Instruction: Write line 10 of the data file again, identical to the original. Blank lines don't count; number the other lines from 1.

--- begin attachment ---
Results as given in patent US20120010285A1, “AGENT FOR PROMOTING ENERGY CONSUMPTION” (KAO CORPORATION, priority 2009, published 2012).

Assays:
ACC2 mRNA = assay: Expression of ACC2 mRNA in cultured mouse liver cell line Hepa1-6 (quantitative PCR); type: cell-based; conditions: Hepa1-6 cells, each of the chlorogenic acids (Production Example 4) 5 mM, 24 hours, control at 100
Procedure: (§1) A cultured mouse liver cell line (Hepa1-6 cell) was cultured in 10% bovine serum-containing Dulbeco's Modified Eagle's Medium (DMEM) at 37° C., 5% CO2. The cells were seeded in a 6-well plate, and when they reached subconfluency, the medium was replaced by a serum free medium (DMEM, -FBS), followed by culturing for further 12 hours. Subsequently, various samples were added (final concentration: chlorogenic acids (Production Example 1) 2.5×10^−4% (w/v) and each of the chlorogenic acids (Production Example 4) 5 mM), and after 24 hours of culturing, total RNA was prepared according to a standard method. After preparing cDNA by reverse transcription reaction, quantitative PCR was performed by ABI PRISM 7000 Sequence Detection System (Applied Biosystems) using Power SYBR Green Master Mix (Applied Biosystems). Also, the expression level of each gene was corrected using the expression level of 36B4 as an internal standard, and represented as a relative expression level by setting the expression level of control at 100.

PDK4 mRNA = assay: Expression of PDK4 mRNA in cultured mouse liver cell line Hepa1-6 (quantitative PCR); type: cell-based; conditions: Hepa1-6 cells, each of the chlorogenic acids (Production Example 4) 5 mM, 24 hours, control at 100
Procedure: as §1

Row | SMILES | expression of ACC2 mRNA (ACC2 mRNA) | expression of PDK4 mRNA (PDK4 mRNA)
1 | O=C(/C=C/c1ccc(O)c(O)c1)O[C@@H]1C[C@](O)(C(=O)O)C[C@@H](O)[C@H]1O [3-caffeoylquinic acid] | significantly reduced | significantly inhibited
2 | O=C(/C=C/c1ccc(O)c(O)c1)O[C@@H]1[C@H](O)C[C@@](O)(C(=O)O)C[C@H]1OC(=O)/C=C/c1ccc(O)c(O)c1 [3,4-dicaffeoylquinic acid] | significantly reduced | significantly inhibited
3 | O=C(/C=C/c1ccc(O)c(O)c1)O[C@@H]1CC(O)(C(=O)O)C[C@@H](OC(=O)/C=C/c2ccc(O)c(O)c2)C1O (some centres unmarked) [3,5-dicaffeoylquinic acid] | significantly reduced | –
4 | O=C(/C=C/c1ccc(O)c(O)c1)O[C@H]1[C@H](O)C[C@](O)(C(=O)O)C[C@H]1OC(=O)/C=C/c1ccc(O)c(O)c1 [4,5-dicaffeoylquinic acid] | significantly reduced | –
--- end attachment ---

3 | O=C(/C=C/c1ccc(O)c(O)c1)O[C@@H]1CC(O)(C(=O)O)C[C@@H](OC(=O)/C=C/c2ccc(O)c(O)c2)C1O (some centres unmarked) [3,5-dicaffeoylquinic acid] | significantly reduced | –